Arterial leg ulcers can be painful. Pain often increases when your legs are at rest and elevated.
You can reduce pain by sitting on the edge of the bed with your feet on the floor. Gravity will then cause more blood to flow into your legs.

What causes arterial leg ulcers?

The used blood, which now contains carbon dioxide and other by-products, is carried via the veins from the tissues back to the heart.Arteries are the tubes that carry blood from the heart to the body's tissues. The tissues receive oxygen and nutrients from the blood.
Arterial leg ulcers are caused by poor blood circulation as a result of narrowed arteries. They are also caused by damage to the small blood vessels from long-standing diabetes.
Diabetes also increases the likelihood of atherosclerosis (narrowing of the arteries). This means people with diabetes have a much increased risk of developing arterial ulcers.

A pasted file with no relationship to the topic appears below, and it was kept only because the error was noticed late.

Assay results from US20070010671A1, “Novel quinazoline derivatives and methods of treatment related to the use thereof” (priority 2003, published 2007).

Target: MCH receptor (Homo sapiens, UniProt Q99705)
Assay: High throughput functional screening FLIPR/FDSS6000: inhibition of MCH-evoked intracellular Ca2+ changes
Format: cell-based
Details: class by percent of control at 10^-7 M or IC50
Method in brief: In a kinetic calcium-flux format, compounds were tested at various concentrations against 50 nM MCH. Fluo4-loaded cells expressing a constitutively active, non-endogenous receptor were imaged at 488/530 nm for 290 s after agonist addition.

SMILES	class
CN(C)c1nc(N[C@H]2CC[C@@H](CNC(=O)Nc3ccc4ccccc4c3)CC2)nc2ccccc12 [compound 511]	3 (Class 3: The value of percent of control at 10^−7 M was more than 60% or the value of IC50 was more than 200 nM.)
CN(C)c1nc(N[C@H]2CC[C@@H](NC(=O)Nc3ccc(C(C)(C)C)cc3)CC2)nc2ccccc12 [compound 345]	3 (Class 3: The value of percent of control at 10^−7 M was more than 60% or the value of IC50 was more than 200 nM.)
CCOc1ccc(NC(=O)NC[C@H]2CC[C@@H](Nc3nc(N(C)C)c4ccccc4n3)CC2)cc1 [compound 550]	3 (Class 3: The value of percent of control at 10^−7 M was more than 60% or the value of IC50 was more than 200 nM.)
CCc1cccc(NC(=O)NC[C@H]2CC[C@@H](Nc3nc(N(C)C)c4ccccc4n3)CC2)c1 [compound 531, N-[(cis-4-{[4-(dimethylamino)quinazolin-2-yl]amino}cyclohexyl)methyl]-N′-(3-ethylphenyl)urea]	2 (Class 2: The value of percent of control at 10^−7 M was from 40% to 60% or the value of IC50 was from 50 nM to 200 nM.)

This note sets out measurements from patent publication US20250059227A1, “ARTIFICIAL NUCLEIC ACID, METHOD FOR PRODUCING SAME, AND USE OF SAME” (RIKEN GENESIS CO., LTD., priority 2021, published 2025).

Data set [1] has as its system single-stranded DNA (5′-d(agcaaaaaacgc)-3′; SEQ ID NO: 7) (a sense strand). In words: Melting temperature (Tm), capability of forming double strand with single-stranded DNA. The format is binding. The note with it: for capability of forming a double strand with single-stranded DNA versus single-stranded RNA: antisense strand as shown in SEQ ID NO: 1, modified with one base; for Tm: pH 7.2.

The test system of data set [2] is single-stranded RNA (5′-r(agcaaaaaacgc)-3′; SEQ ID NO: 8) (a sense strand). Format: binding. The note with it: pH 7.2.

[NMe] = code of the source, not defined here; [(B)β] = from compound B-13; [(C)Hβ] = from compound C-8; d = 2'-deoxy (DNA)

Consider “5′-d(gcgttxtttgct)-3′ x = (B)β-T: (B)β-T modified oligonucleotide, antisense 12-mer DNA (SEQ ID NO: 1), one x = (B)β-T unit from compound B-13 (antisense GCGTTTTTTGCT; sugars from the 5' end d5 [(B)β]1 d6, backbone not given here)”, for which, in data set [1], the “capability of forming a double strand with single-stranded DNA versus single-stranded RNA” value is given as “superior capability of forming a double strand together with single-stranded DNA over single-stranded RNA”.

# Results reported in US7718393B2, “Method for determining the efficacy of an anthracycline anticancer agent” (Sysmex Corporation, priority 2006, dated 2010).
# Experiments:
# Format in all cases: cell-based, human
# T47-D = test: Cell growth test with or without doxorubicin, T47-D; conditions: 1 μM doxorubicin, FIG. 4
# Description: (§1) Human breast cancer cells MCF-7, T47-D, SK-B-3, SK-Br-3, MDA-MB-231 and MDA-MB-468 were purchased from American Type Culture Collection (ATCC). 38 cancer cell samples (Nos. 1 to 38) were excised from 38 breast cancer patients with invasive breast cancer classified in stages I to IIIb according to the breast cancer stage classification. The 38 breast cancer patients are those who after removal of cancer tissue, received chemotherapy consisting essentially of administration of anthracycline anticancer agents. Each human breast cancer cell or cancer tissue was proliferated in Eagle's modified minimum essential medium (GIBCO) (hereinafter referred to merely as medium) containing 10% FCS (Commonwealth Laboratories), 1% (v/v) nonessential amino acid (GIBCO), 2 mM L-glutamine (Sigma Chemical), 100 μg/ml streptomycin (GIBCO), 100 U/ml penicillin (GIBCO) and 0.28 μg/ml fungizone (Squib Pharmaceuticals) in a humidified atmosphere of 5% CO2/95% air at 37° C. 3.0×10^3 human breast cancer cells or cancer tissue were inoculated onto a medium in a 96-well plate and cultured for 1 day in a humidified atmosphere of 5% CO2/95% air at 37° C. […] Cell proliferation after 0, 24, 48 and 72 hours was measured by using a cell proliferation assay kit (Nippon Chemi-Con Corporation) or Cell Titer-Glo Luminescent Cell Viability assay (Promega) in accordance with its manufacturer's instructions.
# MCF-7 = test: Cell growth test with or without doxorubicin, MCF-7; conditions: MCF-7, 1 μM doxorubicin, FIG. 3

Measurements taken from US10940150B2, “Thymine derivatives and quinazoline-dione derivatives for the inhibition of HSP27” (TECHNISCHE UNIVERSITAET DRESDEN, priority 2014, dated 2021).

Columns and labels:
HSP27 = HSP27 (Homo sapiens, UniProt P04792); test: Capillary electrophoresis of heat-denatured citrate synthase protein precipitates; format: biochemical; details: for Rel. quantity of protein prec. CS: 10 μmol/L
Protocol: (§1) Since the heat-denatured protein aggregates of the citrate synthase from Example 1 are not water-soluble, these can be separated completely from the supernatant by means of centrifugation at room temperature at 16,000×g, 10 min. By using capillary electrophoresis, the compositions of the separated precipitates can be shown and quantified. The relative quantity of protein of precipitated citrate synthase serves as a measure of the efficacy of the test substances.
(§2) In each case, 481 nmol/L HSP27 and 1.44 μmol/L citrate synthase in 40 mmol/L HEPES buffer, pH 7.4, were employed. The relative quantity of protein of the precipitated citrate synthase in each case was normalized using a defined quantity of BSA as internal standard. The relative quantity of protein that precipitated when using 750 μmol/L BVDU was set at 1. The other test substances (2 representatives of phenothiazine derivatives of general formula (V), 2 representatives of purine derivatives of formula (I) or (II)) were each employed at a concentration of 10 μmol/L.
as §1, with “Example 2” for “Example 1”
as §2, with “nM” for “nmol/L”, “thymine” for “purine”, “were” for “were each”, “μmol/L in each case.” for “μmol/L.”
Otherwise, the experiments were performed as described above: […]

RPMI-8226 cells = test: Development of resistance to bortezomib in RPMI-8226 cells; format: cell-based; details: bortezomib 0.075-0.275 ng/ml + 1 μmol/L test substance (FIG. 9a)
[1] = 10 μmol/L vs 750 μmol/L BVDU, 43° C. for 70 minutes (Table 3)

What can trigger or worsen arterial leg ulcers?

What can I do to prevent arterial leg ulcers?

Stop smoking and lose weight if you are overweight. Reduce the amount of fat in your diet and eat more fruit and vegetables.

Exercise as much as possible. By exercising, you force your blood vessels to form new branches, improving the blood circulation in your legs.
It's fine if your legs hurt a little when you exercise, but it mustn't make you feel unwell.
Try this exercise while sitting down: move your feet around in circles, then up and down. This activates the venous pump. It's also helps people with venous leg ulcers.
Take good care of your feet:
  • make sure shoes fit correctly and are not too small.
  • keep your feet warm and try to avoid injuries to your feet and legs.
  • examine your feet and legs daily for any changes in colour or the development of sores.
  • visit a chiropodist regularly

Apthous Ulcers (Mouth Ulcers)-RAD

Apthous Ulcers (Mouth Ulcers)